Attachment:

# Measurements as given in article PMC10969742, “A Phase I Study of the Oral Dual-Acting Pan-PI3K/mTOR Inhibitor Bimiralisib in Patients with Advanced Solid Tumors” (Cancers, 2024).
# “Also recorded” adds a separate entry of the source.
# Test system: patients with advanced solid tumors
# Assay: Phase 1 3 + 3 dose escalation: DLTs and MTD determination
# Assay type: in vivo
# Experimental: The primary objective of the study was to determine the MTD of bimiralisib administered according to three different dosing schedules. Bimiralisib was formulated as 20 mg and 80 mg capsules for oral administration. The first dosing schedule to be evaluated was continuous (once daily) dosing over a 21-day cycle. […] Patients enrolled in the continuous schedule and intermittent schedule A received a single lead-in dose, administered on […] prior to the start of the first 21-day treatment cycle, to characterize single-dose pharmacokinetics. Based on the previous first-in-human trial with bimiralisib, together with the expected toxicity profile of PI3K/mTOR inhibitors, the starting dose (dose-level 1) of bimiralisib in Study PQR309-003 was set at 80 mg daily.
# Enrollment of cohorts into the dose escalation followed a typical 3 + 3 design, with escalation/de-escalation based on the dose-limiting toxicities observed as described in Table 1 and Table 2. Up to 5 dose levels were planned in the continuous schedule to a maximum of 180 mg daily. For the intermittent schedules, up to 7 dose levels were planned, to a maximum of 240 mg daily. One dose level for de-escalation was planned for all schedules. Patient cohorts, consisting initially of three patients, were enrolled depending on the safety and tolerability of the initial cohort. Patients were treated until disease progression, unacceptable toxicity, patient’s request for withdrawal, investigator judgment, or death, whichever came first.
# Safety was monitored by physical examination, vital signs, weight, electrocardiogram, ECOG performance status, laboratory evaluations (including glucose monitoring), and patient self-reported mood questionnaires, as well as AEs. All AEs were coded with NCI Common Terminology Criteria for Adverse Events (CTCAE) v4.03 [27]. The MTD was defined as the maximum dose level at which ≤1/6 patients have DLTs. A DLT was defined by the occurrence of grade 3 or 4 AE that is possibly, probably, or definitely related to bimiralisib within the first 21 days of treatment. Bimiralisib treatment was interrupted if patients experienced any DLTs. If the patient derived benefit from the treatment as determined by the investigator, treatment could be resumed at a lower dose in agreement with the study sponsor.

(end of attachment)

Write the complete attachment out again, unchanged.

# Measurements as given in article PMC10969742, “A Phase I Study of the Oral Dual-Acting Pan-PI3K/mTOR Inhibitor Bimiralisib in Patients with Advanced Solid Tumors” (Cancers, 2024).
# “Also recorded” adds a separate entry of the source.
# Test system: patients with advanced solid tumors
# Assay: Phase 1 3 + 3 dose escalation: DLTs and MTD determination
# Assay type: in vivo
# Experimental: The primary objective of the study was to determine the MTD of bimiralisib administered according to three different dosing schedules. Bimiralisib was formulated as 20 mg and 80 mg capsules for oral administration. The first dosing schedule to be evaluated was continuous (once daily) dosing over a 21-day cycle. […] Patients enrolled in the continuous schedule and intermittent schedule A received a single lead-in dose, administered on […] prior to the start of the first 21-day treatment cycle, to characterize single-dose pharmacokinetics. Based on the previous first-in-human trial with bimiralisib, together with the expected toxicity profile of PI3K/mTOR inhibitors, the starting dose (dose-level 1) of bimiralisib in Study PQR309-003 was set at 80 mg daily.
# Enrollment of cohorts into the dose escalation followed a typical 3 + 3 design, with escalation/de-escalation based on the dose-limiting toxicities observed as described in Table 1 and Table 2. Up to 5 dose levels were planned in the continuous schedule to a maximum of 180 mg daily. For the intermittent schedules, up to 7 dose levels were planned, to a maximum of 240 mg daily. One dose level for de-escalation was planned for all schedules. Patient cohorts, consisting initially of three patients, were enrolled depending on the safety and tolerability of the initial cohort. Patients were treated until disease progression, unacceptable toxicity, patient’s request for withdrawal, investigator judgment, or death, whichever came first.
# Safety was monitored by physical examination, vital signs, weight, electrocardiogram, ECOG performance status, laboratory evaluations (including glucose monitoring), and patient self-reported mood questionnaires, as well as AEs. All AEs were coded with NCI Common Terminology Criteria for Adverse Events (CTCAE) v4.03 [27]. The MTD was defined as the maximum dose level at which ≤1/6 patients have DLTs. A DLT was defined by the occurrence of grade 3 or 4 AE that is possibly, probably, or definitely related to bimiralisib within the first 21 days of treatment. Bimiralisib treatment was interrupted if patients experienced any DLTs. If the patient derived benefit from the treatment as determined by the investigator, treatment could be resumed at a lower dose in agreement with the study sponsor.